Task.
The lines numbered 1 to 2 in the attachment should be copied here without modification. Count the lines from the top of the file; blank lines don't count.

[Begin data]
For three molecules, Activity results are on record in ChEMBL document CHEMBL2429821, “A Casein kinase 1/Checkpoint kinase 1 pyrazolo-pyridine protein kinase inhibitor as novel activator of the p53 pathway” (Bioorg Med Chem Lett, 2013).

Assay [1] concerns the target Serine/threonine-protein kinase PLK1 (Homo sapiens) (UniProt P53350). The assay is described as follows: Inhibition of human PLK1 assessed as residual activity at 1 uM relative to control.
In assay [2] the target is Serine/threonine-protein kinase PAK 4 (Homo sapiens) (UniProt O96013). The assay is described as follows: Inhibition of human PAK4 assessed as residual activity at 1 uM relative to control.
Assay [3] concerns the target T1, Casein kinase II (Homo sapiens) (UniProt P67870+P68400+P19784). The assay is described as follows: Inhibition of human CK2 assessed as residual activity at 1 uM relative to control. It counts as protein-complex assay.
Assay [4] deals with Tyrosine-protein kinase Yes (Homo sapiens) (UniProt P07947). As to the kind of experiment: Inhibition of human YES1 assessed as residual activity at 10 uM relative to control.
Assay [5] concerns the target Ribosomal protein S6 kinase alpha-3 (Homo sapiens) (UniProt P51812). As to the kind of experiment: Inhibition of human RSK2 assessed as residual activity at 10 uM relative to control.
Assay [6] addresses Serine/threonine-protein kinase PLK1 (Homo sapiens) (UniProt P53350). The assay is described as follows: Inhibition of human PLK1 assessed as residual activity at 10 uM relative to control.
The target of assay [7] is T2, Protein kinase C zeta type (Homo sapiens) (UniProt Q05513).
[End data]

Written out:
For three molecules, Activity results are on record in ChEMBL document CHEMBL2429821, “A Casein kinase 1/Checkpoint kinase 1 pyrazolo-pyridine protein kinase inhibitor as novel activator of the p53 pathway” (Bioorg Med Chem Lett, 2013).

Assay [1] concerns the target Serine/threonine-protein kinase PLK1 (Homo sapiens) (UniProt P53350). The assay is described as follows: Inhibition of human PLK1 assessed as residual activity at 1 uM relative to control.